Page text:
What Happened At La Jolla Bank?

“Fraudulent activity was recently discovered” at La Jolla Bank, FDIC spokesman Greg Hernandez tells City News Service in a story today.

On Friday, the Office of Thrift Supervision shut the bank down and noted “deficient corporate oversight by the Board and management.”

Frank R. Warren established the bank in 1985. He remained chairman of La Jolla Bancorp, the parent holding company, which was controlled by Warren family trusts. The bank’s president and chief executive was Rick F. Hall.

La Jolla Bank grew incredibly fast in recent years. Assets (loans) had doubled in three years, rising from $1.6 billion in 2004 to $3.3 billion in 2007. This growth was concentrated in commercial and residential construction, land developing, and multi-family and commercial real estate lending, according to federal regulators.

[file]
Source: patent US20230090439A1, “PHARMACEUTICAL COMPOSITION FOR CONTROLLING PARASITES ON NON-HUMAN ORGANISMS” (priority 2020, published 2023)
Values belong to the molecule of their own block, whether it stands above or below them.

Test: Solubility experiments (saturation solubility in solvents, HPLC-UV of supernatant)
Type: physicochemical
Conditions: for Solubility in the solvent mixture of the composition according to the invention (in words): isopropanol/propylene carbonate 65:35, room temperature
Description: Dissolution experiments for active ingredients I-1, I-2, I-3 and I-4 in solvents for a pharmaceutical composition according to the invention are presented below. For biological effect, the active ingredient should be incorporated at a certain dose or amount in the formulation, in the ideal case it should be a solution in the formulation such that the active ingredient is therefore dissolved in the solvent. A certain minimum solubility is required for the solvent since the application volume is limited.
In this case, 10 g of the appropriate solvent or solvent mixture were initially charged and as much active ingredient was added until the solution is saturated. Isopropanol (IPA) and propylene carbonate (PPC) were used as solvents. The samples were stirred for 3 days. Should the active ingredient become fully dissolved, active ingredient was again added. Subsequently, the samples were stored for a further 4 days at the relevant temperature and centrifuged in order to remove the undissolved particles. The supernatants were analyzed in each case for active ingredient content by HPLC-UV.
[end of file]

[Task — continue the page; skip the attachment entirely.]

The bank’s fall was even faster. Non-performing assets (90 days past due) increased from $71 million at year-end 2008, to $777 million at year-end 2009.

The Rancho Santa Fe-based bank had 124 employees, nine branches in Southern California and one in Dallas, Texas.

The bank was closed on Feb. 19 and deposits were transferred to OneWest Bank of Pasadena (formerly IndyMac). OneWorld investors include J. Christopher Flowers, George Soros and John Paulson.

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